For years, while Americans were taking out outrageous loans to buy homes they couldn’t afford with no money down and at ridiculous variable interest rates, Canadians just shook their heads in disbelief, wondering how and if their neighbors would ever be able to dig themselves out of bottomless pits they had so readily jumped in. Canadians even prided themselves at having an actual savings rate and manageable level of personal debt. Yet, instead of waiting to say the proverbial “I told you so,” we’re about to embark on the same path.
Canada Mortgage and Housing Corporation (CMHC) recently came out with incentives for interest-only mortgages, the kind where only interest is due, but principal does not get paid down. There is a reason why the words “mortgage” and “morgue” sound so much alike. When you buy a house with a mortgage, by the end of the amortization period, you often pay for two houses, not one. So, paying only interest and not even a portion of principal is not only a short-term kick, but in many cases the equivalent of a personal financial suicide.
This is why it was so surprising that CMHC, a government agency “sworn” to make housing more affordable, offered to insure interest-only mortgages. What is not surprising is getting reprimanded by the Bank of Canada’s Governor, David Dodge. Simply, supporting interest-only mortgages could be inflationary. Increasing inflation is proportionately related to increasing interest rates. So, higher the interest rates, less affordable the housing!
Now Mr. Dodge wants CMHC to take another look at the analysis behind the decision to insure interest-only mortgages, wave application fees on certain types of mortgages, and offer insurance to amortization periods of up toe 35 years.
In Canada, first-time buyers can get a house with as little as five percent down payment, and there are even zero-down mortgages. By the same token, people in the resale market are required to put down at least ten percent. The usual amortization period has been 25 years.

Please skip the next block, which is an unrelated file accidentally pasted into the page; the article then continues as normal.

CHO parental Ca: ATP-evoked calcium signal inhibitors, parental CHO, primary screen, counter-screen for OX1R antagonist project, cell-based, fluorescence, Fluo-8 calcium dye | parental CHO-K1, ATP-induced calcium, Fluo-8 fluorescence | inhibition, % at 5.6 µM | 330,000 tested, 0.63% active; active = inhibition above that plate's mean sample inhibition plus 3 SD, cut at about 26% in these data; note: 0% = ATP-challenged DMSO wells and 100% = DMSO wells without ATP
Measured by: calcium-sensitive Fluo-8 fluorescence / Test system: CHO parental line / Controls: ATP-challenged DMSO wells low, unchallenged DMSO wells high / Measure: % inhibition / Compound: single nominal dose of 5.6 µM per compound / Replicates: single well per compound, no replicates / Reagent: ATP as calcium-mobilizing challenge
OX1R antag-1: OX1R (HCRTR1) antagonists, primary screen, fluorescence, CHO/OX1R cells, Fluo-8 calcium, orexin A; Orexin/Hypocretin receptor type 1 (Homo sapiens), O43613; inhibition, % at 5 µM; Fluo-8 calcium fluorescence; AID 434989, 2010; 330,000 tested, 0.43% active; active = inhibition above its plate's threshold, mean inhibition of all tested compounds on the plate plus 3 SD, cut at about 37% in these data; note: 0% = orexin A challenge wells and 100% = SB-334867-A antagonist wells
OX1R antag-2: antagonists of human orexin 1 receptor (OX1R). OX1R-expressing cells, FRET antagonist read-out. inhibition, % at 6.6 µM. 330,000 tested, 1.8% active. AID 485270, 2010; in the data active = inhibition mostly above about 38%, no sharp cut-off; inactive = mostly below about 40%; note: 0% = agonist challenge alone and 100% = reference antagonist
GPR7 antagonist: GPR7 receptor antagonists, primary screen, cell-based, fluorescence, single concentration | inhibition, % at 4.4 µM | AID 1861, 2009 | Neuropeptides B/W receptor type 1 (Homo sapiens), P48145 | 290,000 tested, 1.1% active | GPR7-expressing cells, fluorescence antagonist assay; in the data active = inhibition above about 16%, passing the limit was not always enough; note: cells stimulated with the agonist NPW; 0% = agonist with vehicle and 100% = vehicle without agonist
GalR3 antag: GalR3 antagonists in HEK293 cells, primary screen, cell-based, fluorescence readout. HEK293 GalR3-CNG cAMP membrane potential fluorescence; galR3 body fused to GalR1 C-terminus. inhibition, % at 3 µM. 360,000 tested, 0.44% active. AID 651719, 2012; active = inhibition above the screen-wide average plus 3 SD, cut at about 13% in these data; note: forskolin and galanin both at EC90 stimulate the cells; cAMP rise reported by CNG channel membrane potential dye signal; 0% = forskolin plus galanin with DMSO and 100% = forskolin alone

However, anything below the 25% down payment has to be insured through CMHC, which, in the case of high risk mortgages acts as the second fail-safe. Of course, this insurance is not for the sake of the borrower, but to protect the lender from defaults. This is why insuring an interest-only mortgage seems like going out on a very unnecessary proverbial limb.
For years, the private lending sector in Canada has been coming up with truly creative ways to attract borrowers. But, having CMHC insure interest-only mortgages has given these “alternative mortgages” an official seal of approval, regardless of the inherent risks.
In the U.S., former Fed chairman, Alan Greenspan, called similar alternative mortgages “exotic.” He also pointed out that enticing people to buy homes they cannot afford would result in a bubble, the full scope of which is already materializing in the U.S.
As a defense, Americans can at least use the excuse that it had all started when interest rates were low, as was inflation, which fueled the housing demand. But, that is hardly the case now, even in Canada, where interest rates did not go up as much as south of the border.
On the other side of the spectrum are real estate analysts and CMHC itself that claim the latter’s recent decisions are not going to overheat the market, and that Mr. Dodge and the Bank of Canada are in a much better position to stop it from overheating. All it takes is to raise interest rates.
In my humble opinion, I care little for any decision that might provoke raising interest rates. Last week, the Bank of Canada stayed put, announcing that seven increases of 25-basis points since September last year were sufficient to keep the economy from growing too fast. I’d like it to stay that way for a while. Plus, “endorsing” high-risk debt is a bad idea, whichever way you look at it.